|MEACHAM-HENSOLD, KATHERINE - University Of Illinois|
|MONTES, CHRISTOPHER - University Of Illinois|
|WU, JIN - Brookhaven National Laboratory|
|GUAN, KAIYU - University Of Illinois|
|PEDERSON, TAYLOR - University Of Illinois|
|MOORE, CAITLIN - University Of Illinois|
|Ainsworth, Elizabeth - Lisa|
|RAINES, CHRISTINE - University Of Essex|
|BROWN, KENNY - University Of Essex|
Submitted to: Remote Sensing of Environment
Publication Type: Peer Reviewed Journal
Publication Acceptance Date: 4/27/2019
Publication Date: 9/15/2019
Citation: Meacham-Hensold, K., Montes, C.M., Wu, J., Guan, K., Pederson, T., Moore, C., Ainsworth, E.A., Raines, C., Brown, K., Bernacchi, C.J. 2019. High-throughput field phenotyping using hyperspectral reflectance and partial least squares regression (PLSR) reveals genetic modifications to photosynthetic capacity. Remote Sensing of Environment. 231:111176. https://doi.org/10.1016/j.rse.2019.04.029.
Interpretive Summary: Photosynthesis is process by which plants utilize energy from light to grow and, for the purpose of agriculture, produce food, fuel, feed, and fiber. Photosynthesis, however, is relatively inefficient which lowers the potential yield from crops. But this inefficiency also provides opportunity to improve yields through modifying the photosynthetic pathway to be more efficient. A key challenge to assessing improved photosynthetic pathway in plants involve measuring photosynthesis; traditional methods for determining photosynthetic rates are slow, laborious, and expensive. Newer technologies rely on 'high-throughput' methods for measuring photosynthesis in a much faster, inexpensive, and efficient manner. However, it isn't clear whether these techniques, which rely on light reflection from leaves at various different wavelengths, will provide insights into photosynthetic capacity for plants genetically modified to have high photosynthetic efficiency. The research in this paper uses a high-throughput method to measure photosynthesis in plants that have a range of photosynthetic capacities, which includes natural variation among different plant cultivars and a number of genetically modified plants to have higher and lower photosynthetic rates. The results show that the high-throughput techniques to assess photosynthesis works for plants have been genetically modified as well as those that are non-modified wild-type plants. The results show that high-throughput techniques that have been developed for plants occurring in nature can be used on genetically modified plants and, as a result, can rapidly improve breeding of crops toward higher yields.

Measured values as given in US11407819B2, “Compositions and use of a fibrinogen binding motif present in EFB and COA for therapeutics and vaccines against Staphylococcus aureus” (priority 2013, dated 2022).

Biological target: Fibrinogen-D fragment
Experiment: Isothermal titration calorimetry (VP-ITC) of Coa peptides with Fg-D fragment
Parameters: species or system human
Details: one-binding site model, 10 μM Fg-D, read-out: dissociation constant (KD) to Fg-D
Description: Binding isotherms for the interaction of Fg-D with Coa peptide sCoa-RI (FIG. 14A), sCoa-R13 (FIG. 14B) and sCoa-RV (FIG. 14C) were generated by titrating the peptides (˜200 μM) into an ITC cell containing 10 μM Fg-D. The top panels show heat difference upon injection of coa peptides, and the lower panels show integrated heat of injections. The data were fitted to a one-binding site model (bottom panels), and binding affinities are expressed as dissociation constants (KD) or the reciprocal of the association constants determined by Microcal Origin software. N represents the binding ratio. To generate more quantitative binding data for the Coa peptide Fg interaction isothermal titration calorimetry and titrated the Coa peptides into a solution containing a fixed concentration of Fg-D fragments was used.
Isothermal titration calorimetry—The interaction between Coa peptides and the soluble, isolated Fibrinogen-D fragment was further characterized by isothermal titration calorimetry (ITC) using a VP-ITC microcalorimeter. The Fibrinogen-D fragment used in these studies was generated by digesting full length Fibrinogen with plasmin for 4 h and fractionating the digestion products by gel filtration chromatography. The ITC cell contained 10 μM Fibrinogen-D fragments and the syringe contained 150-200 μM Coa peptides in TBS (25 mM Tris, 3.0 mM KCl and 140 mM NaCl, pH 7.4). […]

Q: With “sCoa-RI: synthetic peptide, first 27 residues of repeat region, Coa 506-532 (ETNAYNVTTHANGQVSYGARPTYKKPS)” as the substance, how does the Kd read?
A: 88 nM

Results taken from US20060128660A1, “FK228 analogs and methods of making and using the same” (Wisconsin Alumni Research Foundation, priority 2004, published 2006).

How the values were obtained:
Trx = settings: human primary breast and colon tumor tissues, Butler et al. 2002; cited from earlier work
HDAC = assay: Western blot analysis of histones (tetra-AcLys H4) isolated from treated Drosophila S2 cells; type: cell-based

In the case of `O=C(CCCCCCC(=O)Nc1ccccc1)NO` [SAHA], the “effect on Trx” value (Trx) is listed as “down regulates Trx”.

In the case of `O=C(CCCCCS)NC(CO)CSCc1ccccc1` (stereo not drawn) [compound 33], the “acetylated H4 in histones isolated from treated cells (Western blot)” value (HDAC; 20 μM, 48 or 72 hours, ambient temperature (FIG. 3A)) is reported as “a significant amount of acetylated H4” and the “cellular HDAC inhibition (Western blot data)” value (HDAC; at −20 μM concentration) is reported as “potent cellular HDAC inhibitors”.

Technical Abstract: hotosynthesis is a major target for improvement to increase staple food crop yields, yet measuring photosynthesis in field trials is slow and laborious. Here we used hyperspectral reflectance analysis to predict photosynthetic capacity in field trials of plants with transgenic modifications made to the photosynthetic pathway. With this high throughput approach, we were able to successfully predict Vcmax (maximum carboxylation rate of Rubisco) (R2 = 0.66) and Jmax (maximum electron transport rate) (R2 = 0.57) in transgenic plants with increased photosynthetic enzyme activity and reduced Rubisco, showing the potential for using hyperspectral reflectance as a high-throughput phenotyping tool to determine photosynthetic capacities in large field trials of plants with photosynthetic modifications.